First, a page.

Seriously, these union heads are exposing themselves as asshatted Luddites. The march of technology has trended heavily towards making consumer goods of all sorts cheaper, better, and easier to obtain. When I go to the supermarket for just a few things, as I frequently do (or, I should say, as I am required to do by my own dear Mrs. Animal) I go through the self-checkout. Why? It’s easier and faster. There are “15-items or less” express lanes with a live checker, but those are invariably blocked by some moron with a month’s worth of groceries in the cart who are ignoring the sign.
If the express lane checkers who can’t be bothered to send those assholes to a regular lane are typical of the workers the AFL-CIO is hyperventilating about, then screw them; I have no sympathy for their their supposedly precarious employment situation.
Automation is the way of the future, True Believers. Fast-food kiosks, ATMs, cellular phones and self-checkouts reduce costs (especially in the $15 minimum wage era) and make things we buy cheaper. I’m for that. Most folks are. The AFL-CIO is way out of touch on this on.
Every year seems to bring more new gadgets to make our lives easier and more convenient (hah!) and I’m sure 2018 will be no exception. But while most folks will be thinking of new gadgets for commerce, for socializing, for… well, whatever, I have some ideas for new inventions that will make my life more fun – or at least, more tolerable. Here they are:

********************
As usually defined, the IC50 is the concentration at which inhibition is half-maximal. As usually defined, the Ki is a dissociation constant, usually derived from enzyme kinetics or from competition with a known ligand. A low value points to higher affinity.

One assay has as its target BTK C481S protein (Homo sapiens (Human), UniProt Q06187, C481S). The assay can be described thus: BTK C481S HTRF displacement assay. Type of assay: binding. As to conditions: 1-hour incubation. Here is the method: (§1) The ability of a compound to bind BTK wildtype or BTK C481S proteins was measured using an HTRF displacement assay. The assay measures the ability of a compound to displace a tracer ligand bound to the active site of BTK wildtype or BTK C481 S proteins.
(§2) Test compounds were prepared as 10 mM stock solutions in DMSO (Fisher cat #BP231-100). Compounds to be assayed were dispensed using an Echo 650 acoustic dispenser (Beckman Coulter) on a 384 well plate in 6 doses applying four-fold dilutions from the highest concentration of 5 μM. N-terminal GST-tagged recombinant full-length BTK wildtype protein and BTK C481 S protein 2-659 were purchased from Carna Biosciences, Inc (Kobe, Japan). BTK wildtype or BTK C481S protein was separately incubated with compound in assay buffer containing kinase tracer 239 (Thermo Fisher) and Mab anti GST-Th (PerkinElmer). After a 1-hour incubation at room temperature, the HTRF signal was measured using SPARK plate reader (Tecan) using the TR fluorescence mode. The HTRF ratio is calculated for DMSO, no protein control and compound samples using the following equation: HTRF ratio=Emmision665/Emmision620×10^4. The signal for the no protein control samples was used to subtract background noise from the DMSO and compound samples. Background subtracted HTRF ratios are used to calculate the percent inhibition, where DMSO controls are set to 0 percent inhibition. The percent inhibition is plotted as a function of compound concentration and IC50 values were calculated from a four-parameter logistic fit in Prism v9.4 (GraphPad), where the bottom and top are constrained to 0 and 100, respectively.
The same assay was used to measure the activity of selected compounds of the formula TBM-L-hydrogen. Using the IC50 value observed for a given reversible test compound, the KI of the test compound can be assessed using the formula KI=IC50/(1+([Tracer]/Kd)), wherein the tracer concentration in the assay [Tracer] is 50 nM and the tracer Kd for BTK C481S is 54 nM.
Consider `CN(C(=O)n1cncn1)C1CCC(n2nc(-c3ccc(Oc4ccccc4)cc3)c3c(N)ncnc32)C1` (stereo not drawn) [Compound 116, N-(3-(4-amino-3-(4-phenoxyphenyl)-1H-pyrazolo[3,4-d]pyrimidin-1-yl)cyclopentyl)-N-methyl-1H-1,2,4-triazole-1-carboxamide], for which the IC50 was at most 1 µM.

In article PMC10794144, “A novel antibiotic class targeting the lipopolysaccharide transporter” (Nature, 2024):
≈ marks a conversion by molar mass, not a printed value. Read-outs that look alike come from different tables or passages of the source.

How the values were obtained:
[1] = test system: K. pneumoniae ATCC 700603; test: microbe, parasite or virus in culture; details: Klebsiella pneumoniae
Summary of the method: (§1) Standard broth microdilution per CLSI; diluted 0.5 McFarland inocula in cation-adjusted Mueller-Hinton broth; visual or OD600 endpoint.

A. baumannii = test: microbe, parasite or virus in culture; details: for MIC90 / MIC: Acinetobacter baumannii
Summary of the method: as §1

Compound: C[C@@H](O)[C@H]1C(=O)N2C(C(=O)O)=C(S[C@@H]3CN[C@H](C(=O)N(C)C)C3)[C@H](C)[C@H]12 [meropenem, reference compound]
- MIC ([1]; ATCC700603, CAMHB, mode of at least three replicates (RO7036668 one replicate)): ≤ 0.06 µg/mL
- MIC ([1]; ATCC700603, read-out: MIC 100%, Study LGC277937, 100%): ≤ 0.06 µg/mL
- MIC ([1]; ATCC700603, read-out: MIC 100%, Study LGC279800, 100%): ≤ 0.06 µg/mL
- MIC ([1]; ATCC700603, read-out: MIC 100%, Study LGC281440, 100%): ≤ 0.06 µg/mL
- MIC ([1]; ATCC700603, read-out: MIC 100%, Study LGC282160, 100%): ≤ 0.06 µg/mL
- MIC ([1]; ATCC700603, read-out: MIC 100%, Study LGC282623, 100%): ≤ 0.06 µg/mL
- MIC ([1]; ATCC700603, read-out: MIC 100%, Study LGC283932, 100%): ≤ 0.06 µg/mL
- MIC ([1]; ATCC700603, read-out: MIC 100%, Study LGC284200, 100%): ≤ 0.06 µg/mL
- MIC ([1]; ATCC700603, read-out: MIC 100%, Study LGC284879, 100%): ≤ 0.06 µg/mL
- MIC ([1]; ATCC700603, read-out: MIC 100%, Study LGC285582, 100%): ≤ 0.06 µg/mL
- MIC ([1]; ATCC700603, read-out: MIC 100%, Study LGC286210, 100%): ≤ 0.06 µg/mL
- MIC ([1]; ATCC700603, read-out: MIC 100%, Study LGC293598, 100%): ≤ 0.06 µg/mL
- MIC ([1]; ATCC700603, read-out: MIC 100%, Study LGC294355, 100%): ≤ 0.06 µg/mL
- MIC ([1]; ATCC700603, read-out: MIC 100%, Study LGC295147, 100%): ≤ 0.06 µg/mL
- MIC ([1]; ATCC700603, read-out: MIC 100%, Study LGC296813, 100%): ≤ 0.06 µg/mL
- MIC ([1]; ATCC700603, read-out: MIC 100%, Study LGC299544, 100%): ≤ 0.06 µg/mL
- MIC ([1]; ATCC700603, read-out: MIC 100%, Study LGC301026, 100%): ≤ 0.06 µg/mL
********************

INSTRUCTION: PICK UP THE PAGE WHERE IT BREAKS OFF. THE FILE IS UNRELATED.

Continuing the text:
The Directed EMP Auto Sound Hush-O-Matic. This will be a powerful directed EMP pulse generator intended for use when stopped at a traffic signal next to an obnoxious retard with a thumping, booming stereo. Bear in mind that there is a natural law I discovered some years back, which has since been known as Animal’s First Law of Car Stereo Stupidity, which posits that the volume with which a driver blasts his car stereo is directly proportional to the crappiness of his preferred music. The Hush-O-Matic is intended for just such a driver; the device will, when aimed and activated, immediately fry all of the electronics in said vehicle, rendering it into an inert hunk of scrap metal.
Anti-Tag Electro-Paint. “Urban Art” usually isn’t; some of it is barely acceptable as far as talent goes, but when it’s done (as it frequently is) on public or private property, it’s vandalism and a damned nuisance. Some locales are deterring public urination by using paint designed to splash urine back at the urinator; the Electro-Paint will go one step beyond by sensing when any spray paint is applied to a surface and respond by sending a high-voltage charge back down the paint stream, stunning the vandal. The charge is yet to be determined but should be sufficient to render said vandal into a gelid mass until law enforcement can arrive.